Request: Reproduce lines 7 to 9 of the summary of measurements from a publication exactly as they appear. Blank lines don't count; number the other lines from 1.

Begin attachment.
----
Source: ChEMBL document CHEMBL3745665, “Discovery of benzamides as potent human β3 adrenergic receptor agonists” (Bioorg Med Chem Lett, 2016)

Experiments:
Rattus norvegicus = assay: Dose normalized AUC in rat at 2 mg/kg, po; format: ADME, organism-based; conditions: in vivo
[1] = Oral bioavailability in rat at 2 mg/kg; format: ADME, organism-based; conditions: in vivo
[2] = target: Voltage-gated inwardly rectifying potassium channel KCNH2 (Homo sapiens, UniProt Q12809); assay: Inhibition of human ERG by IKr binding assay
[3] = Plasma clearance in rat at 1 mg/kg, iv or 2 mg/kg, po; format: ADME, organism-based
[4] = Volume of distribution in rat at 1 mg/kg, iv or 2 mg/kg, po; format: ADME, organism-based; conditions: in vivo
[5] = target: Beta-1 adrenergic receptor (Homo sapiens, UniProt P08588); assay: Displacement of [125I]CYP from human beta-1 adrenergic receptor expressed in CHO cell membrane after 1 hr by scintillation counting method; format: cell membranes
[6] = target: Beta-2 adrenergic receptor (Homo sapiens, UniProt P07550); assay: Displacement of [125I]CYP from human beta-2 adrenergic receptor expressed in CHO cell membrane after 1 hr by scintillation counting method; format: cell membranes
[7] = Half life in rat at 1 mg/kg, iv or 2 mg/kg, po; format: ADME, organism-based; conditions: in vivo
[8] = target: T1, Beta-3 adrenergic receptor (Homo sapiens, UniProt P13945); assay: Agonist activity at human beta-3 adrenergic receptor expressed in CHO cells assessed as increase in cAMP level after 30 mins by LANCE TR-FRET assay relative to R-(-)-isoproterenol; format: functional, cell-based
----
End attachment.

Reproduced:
[4] = Volume of distribution in rat at 1 mg/kg, iv or 2 mg/kg, po; format: ADME, organism-based; conditions: in vivo
[5] = target: Beta-1 adrenergic receptor (Homo sapiens, UniProt P08588); assay: Displacement of [125I]CYP from human beta-1 adrenergic receptor expressed in CHO cell membrane after 1 hr by scintillation counting method; format: cell membranes
[6] = target: Beta-2 adrenergic receptor (Homo sapiens, UniProt P07550); assay: Displacement of [125I]CYP from human beta-2 adrenergic receptor expressed in CHO cell membrane after 1 hr by scintillation counting method; format: cell membranes